Proposition 10 would allow local authorities to enact rent control policies. The measure would repeal the Costa-Hawkins Rental Housing Act and its ban on certain types of rent control, including protections for tenants of single-family homes, condominiums, and apartments built after 1995.

A YES on Prop 10 would allow cities to decide their individual rental laws. It would give local governments the authority to establish rent control and limit the amount landlords could raise rent annually.

Arguments for:

Supporters think Prop 10 will drive down rent prices. They argue spiraling rent prices are key factors in rising poverty, income inequality, and long commutes.

Arguments against:

Opponents say the measure is bad for renters and homeowners. If landlords and developers lack economic incentive to bring properties to market, opponents say housing will be in shorter supply.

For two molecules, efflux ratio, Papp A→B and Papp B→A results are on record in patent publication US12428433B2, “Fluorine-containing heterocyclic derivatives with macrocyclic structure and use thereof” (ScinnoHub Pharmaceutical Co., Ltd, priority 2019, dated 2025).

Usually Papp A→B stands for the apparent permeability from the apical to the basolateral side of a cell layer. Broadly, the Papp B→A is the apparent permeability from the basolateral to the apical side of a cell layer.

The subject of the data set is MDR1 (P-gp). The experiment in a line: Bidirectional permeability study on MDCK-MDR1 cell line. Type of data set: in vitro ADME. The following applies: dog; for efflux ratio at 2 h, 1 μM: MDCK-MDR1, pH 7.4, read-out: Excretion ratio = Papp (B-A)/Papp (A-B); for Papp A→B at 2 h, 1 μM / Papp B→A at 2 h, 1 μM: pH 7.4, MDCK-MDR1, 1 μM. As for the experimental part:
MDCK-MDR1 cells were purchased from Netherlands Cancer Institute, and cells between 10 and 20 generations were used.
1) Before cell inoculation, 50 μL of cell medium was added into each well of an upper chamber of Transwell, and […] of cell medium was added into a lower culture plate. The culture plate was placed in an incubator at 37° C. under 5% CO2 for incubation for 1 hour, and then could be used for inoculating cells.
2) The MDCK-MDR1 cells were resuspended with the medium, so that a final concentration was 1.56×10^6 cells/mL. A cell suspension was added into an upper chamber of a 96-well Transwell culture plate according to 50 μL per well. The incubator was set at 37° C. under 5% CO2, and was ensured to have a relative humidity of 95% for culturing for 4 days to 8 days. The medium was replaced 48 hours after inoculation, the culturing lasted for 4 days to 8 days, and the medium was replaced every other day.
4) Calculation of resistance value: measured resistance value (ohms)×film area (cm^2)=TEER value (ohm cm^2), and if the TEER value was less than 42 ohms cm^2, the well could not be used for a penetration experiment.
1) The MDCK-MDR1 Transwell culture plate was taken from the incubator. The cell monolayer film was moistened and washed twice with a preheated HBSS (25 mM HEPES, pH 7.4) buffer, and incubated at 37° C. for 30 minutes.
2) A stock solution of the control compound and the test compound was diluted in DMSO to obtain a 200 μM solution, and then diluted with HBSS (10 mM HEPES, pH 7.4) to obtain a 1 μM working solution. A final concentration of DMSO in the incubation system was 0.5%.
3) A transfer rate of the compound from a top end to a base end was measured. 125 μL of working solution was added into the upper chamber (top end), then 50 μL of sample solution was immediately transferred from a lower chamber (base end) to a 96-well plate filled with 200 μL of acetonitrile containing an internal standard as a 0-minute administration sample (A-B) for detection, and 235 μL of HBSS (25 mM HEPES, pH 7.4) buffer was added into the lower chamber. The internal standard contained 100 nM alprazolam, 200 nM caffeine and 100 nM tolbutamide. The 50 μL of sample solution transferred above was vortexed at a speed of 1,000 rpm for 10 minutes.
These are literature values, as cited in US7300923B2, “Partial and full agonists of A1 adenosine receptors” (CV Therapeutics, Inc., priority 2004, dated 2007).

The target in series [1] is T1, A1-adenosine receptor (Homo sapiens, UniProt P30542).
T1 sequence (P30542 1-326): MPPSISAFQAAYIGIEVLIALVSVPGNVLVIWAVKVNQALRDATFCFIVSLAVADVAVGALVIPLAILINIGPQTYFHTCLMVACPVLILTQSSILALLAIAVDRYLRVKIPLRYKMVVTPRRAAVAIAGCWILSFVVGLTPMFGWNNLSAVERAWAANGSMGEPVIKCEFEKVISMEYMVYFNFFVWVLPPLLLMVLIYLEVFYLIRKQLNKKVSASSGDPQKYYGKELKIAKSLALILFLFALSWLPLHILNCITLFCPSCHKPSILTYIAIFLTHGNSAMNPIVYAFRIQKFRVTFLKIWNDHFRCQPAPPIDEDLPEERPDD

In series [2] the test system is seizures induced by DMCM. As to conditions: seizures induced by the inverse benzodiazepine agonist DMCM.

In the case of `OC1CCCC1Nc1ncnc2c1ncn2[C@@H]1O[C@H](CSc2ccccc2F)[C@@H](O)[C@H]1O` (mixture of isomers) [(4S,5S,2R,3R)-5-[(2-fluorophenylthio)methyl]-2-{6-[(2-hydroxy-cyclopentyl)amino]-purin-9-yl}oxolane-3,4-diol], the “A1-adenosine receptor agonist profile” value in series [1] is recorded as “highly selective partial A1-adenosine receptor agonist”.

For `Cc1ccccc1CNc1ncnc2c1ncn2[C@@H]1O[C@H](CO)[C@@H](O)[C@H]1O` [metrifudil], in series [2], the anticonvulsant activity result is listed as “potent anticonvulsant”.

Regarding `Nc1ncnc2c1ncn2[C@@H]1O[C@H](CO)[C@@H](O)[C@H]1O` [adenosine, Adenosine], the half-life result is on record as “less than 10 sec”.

Proposition 11: Ambulance Employees Paid On-Call Breaks, Training, and Mental Health Services Initiative
Proposition 11 set on-call rules for private-sector ambulance drivers during their breaks. Currently, these companies can keep their employees on-call during rest and meal breaks. If an employee’s mandatory break gets interrupted, they are required to take the rest of their break later in their shift. It also provides first responder training for natural disasters and active shooting situations. The measure is backed by American Medical Response, which provides medical transportation services–including drivers and ambulances–to about 4,000 cities and towns nationally.
A YES on Prop 11 would allow private-sector ambulance companies to continue requiring employees to be on-call and reachable by cell phone during their paid breaks.
Arguments for: